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Leviticus 19:11 [study!]

American Standard Version (ASV 1901) [2]
— Ye shall not steal; neither shall ye deal falsely, nor lie one to another.
King James Version (KJV 1769)
— Ye shall not steal, neither deal falsely, neither lie one to another.
New American Standard Bible (NASB ©1995)
— ‘You shall not steal, nor deal falsely, nor lie to one another.
Webster's Revision of the KJB (WEB 1833)
— Ye shall not steal, neither deal falsely, neither lie one to another.
Darby's Translation (DBY 1890)
— Ye shall not steal, and ye shall not deal falsely, and ye shall not lie one to another.
Rotherham's Emphasized Bible (EBR 1902)
— Ye shall not steal,—nor deceive nor lie, one man to another;
Young's Literal Translation (YLT 1898)
— 'Ye do not steal, nor feign, nor lie one against his fellow.
Douay-Rheims Challoner Revision (DR 1750)
— You shall not steal. You shall not lie: neither shall any man deceive his neighbour.
Original King James Bible (AV 1611) [2]
— Ye shall not steale, neither deale falsly, neither lie one to another.
Brenton Greek Septuagint (LXX, Restored Names)
— Ye shall not steal, ye shall not lie, neither shall one bear false witness as an informer against his neighbour.
Full Hebrew Names / Holy Name KJV (2008) [2] [3]
— Ye shall not steal, neither deal falsely, neither lie one to another.

Strong's Numbers & Hebrew NamesHebrew Old TestamentColor-Code/Key Word Studies
Ye shall not x3808
(3808) Complement
lo; a primitive particle; not (the simple or abstract negation); by implication no; often used with other particles.
steal, 1589
{1589} Prime
A primitive root; to thieve (literally or figuratively); by implication to deceive.
<8799> Grammar
Stem - Qal (See H8851)
Mood - Imperfect (See H8811)
Count - 19885
neither x3808
(3808) Complement
lo; a primitive particle; not (the simple or abstract negation); by implication no; often used with other particles.
deal falsely, 3584
{3584} Prime
A primitive root; to be untrue, in word (to lie, feign, disown) or deed (to disappoint, fail, cringe).
<8762> Grammar
Stem - Piel (See H8840)
Mood - Imperfect (See H8811)
Count - 2447
neither x3808
(3808) Complement
lo; a primitive particle; not (the simple or abstract negation); by implication no; often used with other particles.
lie 8266
{8266} Prime
A primitive root; to cheat, that is, be untrue (usually in words).
<8762> Grammar
Stem - Piel (See H8840)
Mood - Imperfect (See H8811)
Count - 2447
one 376
{0376} Prime
Contracted for H0582 (or perhaps rather from an unused root meaning to be extant); a man as an individual or a male person; often used as an adjunct to a more definite term (and in such cases frequently not expressed in translation.).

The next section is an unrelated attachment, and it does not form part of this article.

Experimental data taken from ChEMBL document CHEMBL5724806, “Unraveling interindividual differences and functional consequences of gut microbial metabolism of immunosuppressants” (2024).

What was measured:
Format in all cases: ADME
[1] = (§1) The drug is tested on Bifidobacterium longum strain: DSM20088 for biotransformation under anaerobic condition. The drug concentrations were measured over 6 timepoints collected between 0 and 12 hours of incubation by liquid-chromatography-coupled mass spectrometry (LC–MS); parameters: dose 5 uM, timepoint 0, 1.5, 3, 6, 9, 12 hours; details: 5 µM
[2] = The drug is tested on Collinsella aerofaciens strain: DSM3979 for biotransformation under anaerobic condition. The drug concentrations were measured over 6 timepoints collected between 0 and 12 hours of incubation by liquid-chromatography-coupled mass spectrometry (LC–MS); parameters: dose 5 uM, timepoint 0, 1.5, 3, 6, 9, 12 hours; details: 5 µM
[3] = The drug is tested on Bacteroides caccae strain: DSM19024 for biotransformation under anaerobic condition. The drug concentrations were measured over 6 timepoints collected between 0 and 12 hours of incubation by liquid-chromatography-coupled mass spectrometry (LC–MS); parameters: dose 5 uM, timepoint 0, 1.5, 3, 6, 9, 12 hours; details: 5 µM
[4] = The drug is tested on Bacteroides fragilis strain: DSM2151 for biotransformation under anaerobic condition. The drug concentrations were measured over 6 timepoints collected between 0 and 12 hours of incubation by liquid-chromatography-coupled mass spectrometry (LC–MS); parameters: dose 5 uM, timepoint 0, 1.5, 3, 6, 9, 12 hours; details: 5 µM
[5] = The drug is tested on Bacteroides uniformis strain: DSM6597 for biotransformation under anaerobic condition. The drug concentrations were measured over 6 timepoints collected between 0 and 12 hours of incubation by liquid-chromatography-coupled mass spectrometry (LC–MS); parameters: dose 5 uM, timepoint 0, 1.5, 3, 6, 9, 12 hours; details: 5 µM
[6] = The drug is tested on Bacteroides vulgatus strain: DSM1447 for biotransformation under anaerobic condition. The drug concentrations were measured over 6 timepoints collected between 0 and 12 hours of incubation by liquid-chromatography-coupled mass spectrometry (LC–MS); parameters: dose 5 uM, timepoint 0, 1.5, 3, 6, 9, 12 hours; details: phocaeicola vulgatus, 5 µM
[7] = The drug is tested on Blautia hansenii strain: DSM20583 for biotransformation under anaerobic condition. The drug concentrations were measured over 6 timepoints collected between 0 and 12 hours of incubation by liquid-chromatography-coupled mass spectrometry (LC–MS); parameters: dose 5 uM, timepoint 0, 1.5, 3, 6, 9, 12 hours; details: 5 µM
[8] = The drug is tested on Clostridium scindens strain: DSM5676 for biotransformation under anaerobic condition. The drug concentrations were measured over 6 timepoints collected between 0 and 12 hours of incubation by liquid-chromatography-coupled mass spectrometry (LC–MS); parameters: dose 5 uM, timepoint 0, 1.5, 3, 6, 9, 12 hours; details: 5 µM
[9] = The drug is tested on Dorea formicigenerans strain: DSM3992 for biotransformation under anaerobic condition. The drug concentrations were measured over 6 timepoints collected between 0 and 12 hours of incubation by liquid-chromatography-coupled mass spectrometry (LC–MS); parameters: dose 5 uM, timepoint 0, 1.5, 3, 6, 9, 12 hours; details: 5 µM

to another. 5997
{5997} Prime
From a primitive root meaning to associate; companionship; hence (concretely) a comrade or kindred man.
Jamieson-Fausset-Brown Commentary

Leviticus 19:11-16

_ _ Ye shall not steal — A variety of social duties are inculcated in this passage, chiefly in reference to common and little-thought-of vices to which mankind are exceedingly prone; such as committing petty frauds, or not scrupling to violate truth in transactions of business, ridiculing bodily infirmities, or circulating stories to the prejudice of others. In opposition to these bad habits, a spirit of humanity and brotherly kindness is strongly enforced.

Matthew Henry's Commentary

Leviticus 19:11-18

_ _ We are taught here,

_ _ I. To be honest and true in all our dealings, Leviticus 19:11. God, who has appointed every man's property by his providence, forbids by his law the invading of that appointment, either by downright theft, You shall not steal, or by fraudulent dealing, “You shall not cheat, or deal falsely.” Whatever we have in the world, we must see to it that it be honestly come by, for we cannot be truly rich, nor long rich, with that which is not. The God of truth, who requires truth in the heart (Psalms 51:6), requires it also in the tongue: Neither lie one to another, either in bargaining or common converse. This is one of the laws of Christianity (Colossians 3:9): Lie not one to another. Those that do not speak truth do not deserve to be told truth; those that sin by lying justly suffer by it; therefore we are forbidden to lie one to another; for, if we lie to others, we teach them to lie to us.

_ _ II. To maintain a very reverent regard to the sacred name of God (Leviticus 19:12), and not to call him to be witness either, 1. To a lie: You shall not swear falsely. It is bad to tell a lie, but it is much worse to swear it. Or, 2. To a trifle, and every impertinence: Neither shalt thou profane the name of thy God, by alienating it to any other purpose than that for which it is to be religiously used.